As a result of his own free choices, the younger son blows his fortune and he hits bottom. Starving among the pigs, he finally comes to himself saying, “How many of my father’s hired hands have bread enough to spare, but here I am dying of hunger! I will get up and go to my father, and I will say to him, ‘Father, I have sinned against heaven and before you; I am no longer worthy to be called your son; treat me like one of your hired hands.’” And I’m sure the Pharisees and the scribes in the crowd were nodding their heads in agreement with this part of the parable. The boy was finally coming to his senses. Now I know we want to take the younger son at face value… we want to give him the benefit of the doubt… but for me, the younger son is no fool… he knows what must be done to earn his father’s forgiveness. This son… as I see it… is as selfish as he ever was. Don’t trust him. Don’t be fooled by him. He knows how the system works. Telling his father how he no longer expects to be treated like a son… that makes a nice touch to his apology, doesn’t it? How could his father not accept him if he tells him that? It is sure to tug on the old man’s heartstrings. There among the pigs… coming to his senses… deciding what he is going to say… I really don’t believe the younger son experiences have humbled him. Truly… I don’t think that happens until he encounters his Father.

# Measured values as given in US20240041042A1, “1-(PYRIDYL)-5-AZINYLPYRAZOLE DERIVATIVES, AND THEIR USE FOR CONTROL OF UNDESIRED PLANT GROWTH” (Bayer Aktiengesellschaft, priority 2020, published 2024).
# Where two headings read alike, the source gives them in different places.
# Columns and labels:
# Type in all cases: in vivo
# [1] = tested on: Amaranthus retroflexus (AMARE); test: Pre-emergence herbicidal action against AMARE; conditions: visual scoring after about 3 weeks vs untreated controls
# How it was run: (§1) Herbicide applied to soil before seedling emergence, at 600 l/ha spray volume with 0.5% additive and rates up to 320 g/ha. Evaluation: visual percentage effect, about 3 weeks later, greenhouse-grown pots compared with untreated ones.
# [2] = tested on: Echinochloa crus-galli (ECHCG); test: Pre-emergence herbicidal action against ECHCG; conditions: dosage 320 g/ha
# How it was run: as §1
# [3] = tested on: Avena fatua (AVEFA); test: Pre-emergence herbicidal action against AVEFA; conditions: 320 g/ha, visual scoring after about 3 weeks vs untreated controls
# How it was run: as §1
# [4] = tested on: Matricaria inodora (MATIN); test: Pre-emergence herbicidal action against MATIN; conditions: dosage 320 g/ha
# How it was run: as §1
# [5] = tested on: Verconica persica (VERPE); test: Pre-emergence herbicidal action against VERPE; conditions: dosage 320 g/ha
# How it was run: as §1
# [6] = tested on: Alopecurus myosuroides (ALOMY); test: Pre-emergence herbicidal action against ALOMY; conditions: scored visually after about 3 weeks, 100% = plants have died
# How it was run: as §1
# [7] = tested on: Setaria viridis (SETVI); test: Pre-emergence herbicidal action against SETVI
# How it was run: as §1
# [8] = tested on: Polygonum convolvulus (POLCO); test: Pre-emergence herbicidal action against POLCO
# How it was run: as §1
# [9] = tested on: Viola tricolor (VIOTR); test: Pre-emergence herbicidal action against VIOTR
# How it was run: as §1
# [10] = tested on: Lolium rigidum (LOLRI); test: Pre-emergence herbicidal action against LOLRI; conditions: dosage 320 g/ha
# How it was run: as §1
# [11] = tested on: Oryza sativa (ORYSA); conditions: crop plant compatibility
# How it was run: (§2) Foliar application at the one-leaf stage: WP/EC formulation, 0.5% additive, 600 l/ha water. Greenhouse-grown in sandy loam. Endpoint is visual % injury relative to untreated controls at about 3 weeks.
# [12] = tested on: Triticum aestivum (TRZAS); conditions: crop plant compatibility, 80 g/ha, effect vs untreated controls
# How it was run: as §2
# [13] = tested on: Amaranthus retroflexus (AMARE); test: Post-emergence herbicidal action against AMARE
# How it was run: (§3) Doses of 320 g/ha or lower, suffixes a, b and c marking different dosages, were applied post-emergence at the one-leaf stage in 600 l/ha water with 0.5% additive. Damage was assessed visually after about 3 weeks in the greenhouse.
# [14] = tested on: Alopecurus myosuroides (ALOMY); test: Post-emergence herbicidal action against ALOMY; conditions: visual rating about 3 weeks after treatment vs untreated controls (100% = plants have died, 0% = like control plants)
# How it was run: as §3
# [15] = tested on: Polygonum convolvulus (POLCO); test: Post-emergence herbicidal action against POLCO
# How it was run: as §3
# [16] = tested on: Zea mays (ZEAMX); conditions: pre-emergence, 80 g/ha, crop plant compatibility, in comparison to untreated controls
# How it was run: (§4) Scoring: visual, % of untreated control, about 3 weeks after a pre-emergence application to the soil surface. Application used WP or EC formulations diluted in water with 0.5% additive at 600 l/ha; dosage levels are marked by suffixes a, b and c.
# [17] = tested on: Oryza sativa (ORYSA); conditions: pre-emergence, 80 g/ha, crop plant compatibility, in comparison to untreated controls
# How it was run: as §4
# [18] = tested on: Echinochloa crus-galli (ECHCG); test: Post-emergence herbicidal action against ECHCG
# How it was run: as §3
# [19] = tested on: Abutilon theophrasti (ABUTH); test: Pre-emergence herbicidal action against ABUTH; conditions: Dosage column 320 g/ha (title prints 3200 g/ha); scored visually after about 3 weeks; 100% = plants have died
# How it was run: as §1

Because remember this parable is about the Father… and not the two sons.
We have to pay careful attention with what happens next in the parable. While the younger son was still far off, his Father sees him… and his Father is filled with compassion; his Father runs and puts his arms around his son and he kisses him. By the time the younger son even gets to his Father, he has already been forgiven. He has already found mercy because the love his Father has for his son never died nor diminished. Before the younger son even gets a chance to open his mouth… before he can even let fall the first word of his well-planned contrition speech… before he can show any form of repentance… the Father has been filled with compassion and he has forgiven him. That’s the thing that finally humbles the son. The Father loves his son… and he loves him unconditionally. Even though the younger son still says his words of repentance… they fall on deaf ears. The Father completely ignores what his son says to him. The younger son in the parable does nothing to earn his Father’s love… the Father has always loved his son… and he will always love his son. This kind of love cannot be earned. To finally understand that is humbling.